In the small Canadian city called Oshawa, it is often said that local workers have two employment options: the 60-year-old General Motors assembly plant and Oshawa Centre. Now that GM has halted production in this town just outside of Toronto, it looks like the more than 2,500 workers will need to compete for jobs at the 260 businesses operating at the shopping mall.
GM announced that it is slashing production at assembly facilities in Maryland, Michigan, Ohio, and Ontario, as well as two additional facilities outside of North America. The automaker also will end operations at propulsion plants in White Marsh, MD, and Warren, MI. The company will slash its salaried workforce by 15% and reduce the number of executives by 25%.
The company expects as many as 6,000 workers could lose their jobs. But many of these employees could be transferred to its truck and SUV divisions, which have become critical to the company’s growth as consumer demand has shifted from conventional passenger automobiles.
GM Restructures Business
The purpose behind this operations overhaul is to lower carbon emissions and prepare for electric cars and autonomous vehicles. GM plans to hire employees with experience and expertise in software and electric and self-driving cars.
While CEO Mary Barra noted that Trump’s steel and aluminum tariffs hit the company, these levies did not have a significant impact on the restructuring.
Barra said in a statement:
This industry is changing very rapidly when you look at all of the transformative technology — be it propulsion, autonomous driving, connectivity sharing — and we want to make sure we’re well positioned.
The actions we are taking today continue our transformation to be highly agile, resilient, and profitable, while giving us the flexibility to invest in the future. We recognize the need to stay in front of changing market conditions and customer preferences to position our company for long-term success.”
Overall, GM estimates its reorganization will cost up to $3.8 billion, including up to $1.8 billion in asset write-downs and pension charges. These pre-tax costs will come in the fourth quarter of 2018 and the first quarter of 2019. But GM does anticipate savings of approximately $6 billion per year by the end of 2020.
Soon after the news broke, GM shares rose 6% to $38.
Reaction to the News
Ontario Premier Doug Ford said at Queen’s Park during a contentious question period that he has spoken with GM executives, and they confirmed to him that “there’s nothing we can do.” Even with provincial government intervention, Ford said, “the ship has already left the dock.”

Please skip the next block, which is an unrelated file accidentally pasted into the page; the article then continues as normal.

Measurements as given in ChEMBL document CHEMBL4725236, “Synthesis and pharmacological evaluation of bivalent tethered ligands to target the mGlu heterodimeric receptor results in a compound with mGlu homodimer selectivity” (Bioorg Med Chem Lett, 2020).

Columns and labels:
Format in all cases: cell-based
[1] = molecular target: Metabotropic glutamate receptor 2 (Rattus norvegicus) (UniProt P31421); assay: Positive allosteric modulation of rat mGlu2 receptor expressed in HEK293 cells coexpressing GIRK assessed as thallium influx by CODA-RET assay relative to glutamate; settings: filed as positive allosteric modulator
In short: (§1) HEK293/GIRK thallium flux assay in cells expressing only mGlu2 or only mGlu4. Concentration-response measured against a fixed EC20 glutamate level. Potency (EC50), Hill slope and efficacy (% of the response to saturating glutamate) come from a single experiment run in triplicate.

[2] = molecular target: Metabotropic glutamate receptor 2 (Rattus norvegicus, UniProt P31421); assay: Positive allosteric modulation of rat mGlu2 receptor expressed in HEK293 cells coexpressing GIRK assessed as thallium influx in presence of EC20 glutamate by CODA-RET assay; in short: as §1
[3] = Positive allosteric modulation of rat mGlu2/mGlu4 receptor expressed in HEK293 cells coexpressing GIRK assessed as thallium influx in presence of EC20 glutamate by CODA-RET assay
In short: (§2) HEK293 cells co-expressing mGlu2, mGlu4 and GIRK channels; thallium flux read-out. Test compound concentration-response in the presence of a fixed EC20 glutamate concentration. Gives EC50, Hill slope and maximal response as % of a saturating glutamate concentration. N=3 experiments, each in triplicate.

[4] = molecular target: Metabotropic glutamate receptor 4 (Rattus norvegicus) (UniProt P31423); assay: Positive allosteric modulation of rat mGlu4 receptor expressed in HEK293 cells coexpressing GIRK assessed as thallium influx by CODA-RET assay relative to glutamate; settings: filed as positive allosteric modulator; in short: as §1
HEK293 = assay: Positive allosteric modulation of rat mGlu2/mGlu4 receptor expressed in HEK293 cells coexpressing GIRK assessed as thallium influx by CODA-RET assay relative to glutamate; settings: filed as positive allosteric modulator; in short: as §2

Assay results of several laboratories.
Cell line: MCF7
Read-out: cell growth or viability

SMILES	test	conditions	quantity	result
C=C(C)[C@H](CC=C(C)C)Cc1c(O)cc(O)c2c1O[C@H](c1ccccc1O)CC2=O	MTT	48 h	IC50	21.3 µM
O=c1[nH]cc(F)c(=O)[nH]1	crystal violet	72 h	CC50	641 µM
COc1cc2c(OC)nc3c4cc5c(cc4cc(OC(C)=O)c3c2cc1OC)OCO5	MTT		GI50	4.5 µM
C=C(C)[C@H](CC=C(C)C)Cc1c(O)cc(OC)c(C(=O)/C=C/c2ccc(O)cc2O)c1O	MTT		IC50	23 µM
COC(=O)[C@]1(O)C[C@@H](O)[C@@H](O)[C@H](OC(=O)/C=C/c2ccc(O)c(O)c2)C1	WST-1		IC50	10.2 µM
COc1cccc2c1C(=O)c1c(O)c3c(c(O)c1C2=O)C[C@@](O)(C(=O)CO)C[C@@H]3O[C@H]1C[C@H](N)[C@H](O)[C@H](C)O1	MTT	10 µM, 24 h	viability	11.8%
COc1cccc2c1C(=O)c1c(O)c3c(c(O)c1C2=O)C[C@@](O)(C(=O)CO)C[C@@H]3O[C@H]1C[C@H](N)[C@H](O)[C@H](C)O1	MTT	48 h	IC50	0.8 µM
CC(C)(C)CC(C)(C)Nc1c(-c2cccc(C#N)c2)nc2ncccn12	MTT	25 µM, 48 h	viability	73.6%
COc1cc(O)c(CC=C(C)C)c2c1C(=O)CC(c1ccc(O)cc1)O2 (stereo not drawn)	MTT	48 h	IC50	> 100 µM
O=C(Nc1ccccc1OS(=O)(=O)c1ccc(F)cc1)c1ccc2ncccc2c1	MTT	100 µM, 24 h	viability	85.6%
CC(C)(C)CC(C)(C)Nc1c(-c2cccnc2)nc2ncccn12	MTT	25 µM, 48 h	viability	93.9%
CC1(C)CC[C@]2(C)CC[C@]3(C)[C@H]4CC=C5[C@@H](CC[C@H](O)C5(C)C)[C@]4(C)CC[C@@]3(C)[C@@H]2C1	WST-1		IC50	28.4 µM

Prime Minister Justin Trudeau tweeted that he has expressed to GM management his “deep disappointment in the closure” and will help workers get “back on their feet.” Trump has yet to comment on the decision.
Unifor, the union representing autoworkers in Oshawa, noted that it will be meeting with GM heads. Terry Dites, a vice president of the United Auto Workers, promised to use “every legal, contractual, and collective bargaining avenue” to stop the moves:
This callous decision by GM to reduce or cease operations in American plants, while opening or increasing production in Mexico and China plants for sales to American consumers, is, in its implementation, profoundly damaging to our American workforce.
But former GM Vice Chairman Bob Lutz told CNBC that GM management employed “fast-acting and reality-oriented” measures as the iconic brand faced “a demand problem on cars.”
Auto Market Changing
Political opportunists are already taking advantage of the news. One side decries that it is all about corporate greed and President Trump’s tariffs. The other side blames the prime minister’s carbon tax initiative and red tape. But it is a case of Occam’s Razor: The auto market is drastically changing.
… carmakers are going green.
In addition to surging demand for alternatives to passenger sedans, carmakers are going green and investing in autonomous automobiles. GM did not want to be left behind, so the maker of Buicks and Cadillacs is following suit, aiming to be a power player in these areas. It is not a nefarious plot to stick it to the unions that have bled these companies dry for years.
Markets do not stagnate; they change. If everything had stayed the same since the days of Henry Ford, we would all be driving gas-guzzling Model Ts on our way to the nearest speakeasy to hang out with flappers listening to the tunes of the California Ramblers.